Remember the MythBusters TV show that undertook crazy experiments to determine if something was fact or fiction? I wish we could do something like that focused on busting the myths around manufacturing. And for each myth that was proven false, we would flash that huge "busted" sign on screen.
But, busting the myths surrounding manufacturing isn't just for entertainment; it's real life and the consequences are long term. Any of you reading this article are well aware of the skills gap problem we are facing in this industry -- with more than 2 million jobs expected to go unfilled in the next decade. I lead a small, 65-year-old manufacturing company in California and we need skilled workers. And so do the roughly 36,000 other manufacturing firms in California. Why don't we have them? The myths have become legendary and quality workers aren't even considering this industry as a career option.
In the 2015 public perception report by Deloitte and The Manufacturing Institute, Americans are reluctant to choose careers in manufacturing, and thus, they aren't encouraging the next generation to pursue these jobs either. Manufacturing offers a strong career path and multiple benefits without requiring four-year degrees, but many schools focus only on universities and colleges because they often believe the myths around manufacturing.
I can wrap several of the myths into one sentence: Manufacturing is a dying industry for uneducated men that doesn't pay well and requires monotonous work in dark, dirty warehouses with outdated machinery. That does sound awful. I wouldn't work there, either. Thankfully, the reality is the complete opposite.
When I speak with students, parents and potential employees, I dispel these myths and the conversation is filled with their responses of "No way!" and "You're kidding!" and "How come I never knew that?"
Here are the top five truths I share:
Manufacturing jobs pay well -- an of average $100,000 per year in California -- and 92 percent of manufacturing employees were eligible for health insurance benefits in 2015. This is one of the highest percentages of any industry and significantly higher than the 79 percent average for all firms.
Manufacturing in 2018 means technologically advanced machinery and modern buildings designed to help teams of employees collaborate and communicate more easily. It also includes use of robotics, 3D printing, artificial intelligence, virtual reality, augmented reality, and the Internet of Things, just to name a few. From hardware to software and everything in between, the technology advancements in manufacturing are constant and require workers who can keep adapting.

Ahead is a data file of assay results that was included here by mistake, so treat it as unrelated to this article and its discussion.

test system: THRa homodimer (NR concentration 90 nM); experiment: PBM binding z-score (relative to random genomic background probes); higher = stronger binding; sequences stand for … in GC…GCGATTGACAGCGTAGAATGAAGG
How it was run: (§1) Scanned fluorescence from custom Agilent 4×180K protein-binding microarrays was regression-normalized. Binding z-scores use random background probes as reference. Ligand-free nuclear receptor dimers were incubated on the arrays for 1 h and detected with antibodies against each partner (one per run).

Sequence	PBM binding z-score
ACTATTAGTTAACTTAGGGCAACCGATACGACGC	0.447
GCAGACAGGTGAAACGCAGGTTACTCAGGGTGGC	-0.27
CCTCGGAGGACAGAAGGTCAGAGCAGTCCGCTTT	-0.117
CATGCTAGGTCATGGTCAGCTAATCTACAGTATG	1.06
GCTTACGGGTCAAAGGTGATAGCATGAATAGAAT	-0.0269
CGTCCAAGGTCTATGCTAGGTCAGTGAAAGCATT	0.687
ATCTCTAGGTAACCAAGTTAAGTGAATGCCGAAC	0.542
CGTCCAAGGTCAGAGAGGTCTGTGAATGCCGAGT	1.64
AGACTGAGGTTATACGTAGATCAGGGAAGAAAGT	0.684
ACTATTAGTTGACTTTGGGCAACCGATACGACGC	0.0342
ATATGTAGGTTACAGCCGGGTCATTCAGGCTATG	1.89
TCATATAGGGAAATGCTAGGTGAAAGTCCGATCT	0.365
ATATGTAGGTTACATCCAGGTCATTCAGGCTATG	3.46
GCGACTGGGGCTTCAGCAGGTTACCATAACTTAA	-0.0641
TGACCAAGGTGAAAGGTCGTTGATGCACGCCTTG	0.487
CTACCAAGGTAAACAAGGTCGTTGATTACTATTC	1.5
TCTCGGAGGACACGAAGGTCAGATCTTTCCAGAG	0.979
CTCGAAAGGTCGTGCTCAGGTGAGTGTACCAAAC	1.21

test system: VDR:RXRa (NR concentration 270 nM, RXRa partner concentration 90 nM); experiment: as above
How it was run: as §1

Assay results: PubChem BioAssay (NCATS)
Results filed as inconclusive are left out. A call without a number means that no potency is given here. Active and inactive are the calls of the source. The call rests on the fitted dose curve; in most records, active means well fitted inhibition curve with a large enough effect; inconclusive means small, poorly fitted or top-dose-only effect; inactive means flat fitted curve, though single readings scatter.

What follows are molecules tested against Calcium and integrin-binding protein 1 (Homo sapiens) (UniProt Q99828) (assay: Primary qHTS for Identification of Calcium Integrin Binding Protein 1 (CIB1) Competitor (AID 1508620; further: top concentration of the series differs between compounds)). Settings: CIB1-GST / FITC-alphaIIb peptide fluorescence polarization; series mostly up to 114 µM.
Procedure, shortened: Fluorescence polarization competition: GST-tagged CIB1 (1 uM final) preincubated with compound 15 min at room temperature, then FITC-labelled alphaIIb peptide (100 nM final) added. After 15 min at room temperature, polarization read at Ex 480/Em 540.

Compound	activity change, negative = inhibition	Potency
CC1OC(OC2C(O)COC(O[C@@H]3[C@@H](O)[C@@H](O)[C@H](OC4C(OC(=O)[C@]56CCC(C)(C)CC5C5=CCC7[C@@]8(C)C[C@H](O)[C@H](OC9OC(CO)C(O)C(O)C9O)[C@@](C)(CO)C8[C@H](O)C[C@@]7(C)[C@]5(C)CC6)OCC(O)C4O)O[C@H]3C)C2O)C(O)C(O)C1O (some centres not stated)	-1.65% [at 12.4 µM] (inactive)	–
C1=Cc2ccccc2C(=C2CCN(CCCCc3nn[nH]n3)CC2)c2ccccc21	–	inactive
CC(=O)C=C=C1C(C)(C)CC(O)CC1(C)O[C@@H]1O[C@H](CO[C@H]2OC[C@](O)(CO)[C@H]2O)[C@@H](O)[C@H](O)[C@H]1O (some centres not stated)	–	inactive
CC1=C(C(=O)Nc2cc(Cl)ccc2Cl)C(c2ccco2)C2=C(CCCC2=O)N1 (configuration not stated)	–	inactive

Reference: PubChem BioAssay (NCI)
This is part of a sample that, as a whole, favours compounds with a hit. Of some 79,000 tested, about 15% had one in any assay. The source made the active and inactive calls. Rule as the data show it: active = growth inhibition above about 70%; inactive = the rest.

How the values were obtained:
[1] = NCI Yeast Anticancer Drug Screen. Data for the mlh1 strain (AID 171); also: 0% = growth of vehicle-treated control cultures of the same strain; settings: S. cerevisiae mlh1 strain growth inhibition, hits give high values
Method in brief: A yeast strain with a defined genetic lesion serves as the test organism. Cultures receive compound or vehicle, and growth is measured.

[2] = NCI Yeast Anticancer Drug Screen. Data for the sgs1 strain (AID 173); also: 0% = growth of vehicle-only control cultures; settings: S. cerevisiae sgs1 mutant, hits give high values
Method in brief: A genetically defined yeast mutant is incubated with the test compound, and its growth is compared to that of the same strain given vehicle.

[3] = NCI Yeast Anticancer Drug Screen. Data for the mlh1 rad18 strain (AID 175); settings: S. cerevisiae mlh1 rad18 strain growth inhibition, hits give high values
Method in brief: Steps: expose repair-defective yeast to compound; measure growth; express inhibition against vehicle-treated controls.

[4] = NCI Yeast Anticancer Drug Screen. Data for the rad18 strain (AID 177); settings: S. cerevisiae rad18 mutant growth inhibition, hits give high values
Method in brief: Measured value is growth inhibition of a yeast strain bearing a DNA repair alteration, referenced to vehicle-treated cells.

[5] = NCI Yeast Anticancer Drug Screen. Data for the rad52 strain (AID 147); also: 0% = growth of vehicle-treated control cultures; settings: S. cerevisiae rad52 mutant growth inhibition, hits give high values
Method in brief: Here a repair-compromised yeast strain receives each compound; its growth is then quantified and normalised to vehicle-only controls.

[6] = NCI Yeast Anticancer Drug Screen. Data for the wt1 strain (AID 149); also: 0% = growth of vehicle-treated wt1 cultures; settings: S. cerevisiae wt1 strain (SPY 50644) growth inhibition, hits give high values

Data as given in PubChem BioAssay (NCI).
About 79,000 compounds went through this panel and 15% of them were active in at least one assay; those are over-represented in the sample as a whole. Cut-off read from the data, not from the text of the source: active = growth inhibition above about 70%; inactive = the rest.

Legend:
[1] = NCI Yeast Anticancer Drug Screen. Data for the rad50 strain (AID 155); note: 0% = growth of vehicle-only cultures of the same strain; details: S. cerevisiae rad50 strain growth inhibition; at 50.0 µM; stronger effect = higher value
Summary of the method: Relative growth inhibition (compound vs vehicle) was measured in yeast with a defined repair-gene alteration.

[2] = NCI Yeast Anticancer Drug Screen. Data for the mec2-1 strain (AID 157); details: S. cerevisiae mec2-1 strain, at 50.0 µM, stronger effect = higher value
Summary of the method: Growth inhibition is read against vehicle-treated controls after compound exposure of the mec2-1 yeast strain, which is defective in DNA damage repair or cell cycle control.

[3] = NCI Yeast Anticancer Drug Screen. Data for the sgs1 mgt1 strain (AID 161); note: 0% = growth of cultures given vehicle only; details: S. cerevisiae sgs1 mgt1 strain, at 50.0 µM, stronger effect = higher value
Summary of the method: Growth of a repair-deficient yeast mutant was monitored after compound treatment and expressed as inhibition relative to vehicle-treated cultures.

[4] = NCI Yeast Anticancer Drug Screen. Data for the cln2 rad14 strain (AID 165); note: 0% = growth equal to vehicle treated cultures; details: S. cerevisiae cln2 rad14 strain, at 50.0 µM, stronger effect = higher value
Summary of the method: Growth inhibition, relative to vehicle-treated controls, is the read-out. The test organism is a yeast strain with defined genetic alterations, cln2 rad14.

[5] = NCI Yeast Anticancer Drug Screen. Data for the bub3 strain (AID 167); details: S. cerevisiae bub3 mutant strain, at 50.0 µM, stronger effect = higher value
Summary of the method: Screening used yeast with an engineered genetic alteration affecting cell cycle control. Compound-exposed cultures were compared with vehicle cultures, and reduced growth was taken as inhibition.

Manufacturing means innovation and it isn't a career where you check your brain at the door. It needs great problem solvers who can work to meet current customers' needs, while also developing new innovations for future concerns. A 2014 Deloitte/The Manufacturing Institute report found that 78 percent of Millennials said their decision to work at a company was influenced by how innovative they considered the company to be. Manufacturing is all about innovation -- it's what we do all day, every day.
Manufacturing is a thriving industry in California, providing more than $289 Billion and nearly 11 percent of total economic output in the state.
Manufacturing will have more than 2 million job openings in the next 10 years for people with specialized technical skills and advanced education where they can lead, develop, design, and invent. And while women are still the minority in manufacturing, the industry culture is inviting and accessible for anyone's success. I am proof of that.
I have been honored to serve on various national, regional, and local committees to help change some of the alarming skills gap stats in the manufacturing industry. And while that work is important and helps make a difference in the big picture, I believe it is up to each individual company to do their part by making a change.
All manufacturers, big and small, must help dispel the myths of manufacturing, and in turn, increase the number of manufacturing employees. Have these truths ready to share any time you talk to a potential employee -- even if they are still in elementary school! Make sure parents, teachers and counselors know the facts. Look for opportunities to speak at schools, participate in career fairs, and support students in STEM classes and clubs.
Open your facility to tours on National Manufacturing Day (MFG Day) each October. Surveys from this national program show that 64 percent of students who have attended an MFG Day event are more motivated to consider a career in manufacturing. And 84 percent are more convinced that manufacturing provides careers that are interesting and rewarding. Multiply these results with more manufacturing companies participating and more students attending and we will see a difference in the skills-gap issue.
Let's keep speaking these truths any chance we get and become the MythBusters of manufacturing. California manufacturers need skilled workers and we offer great career opportunities. That's no myth.
Pamela Kan is president of Bishop-Wisecarver Corporation in Pittsburg, California.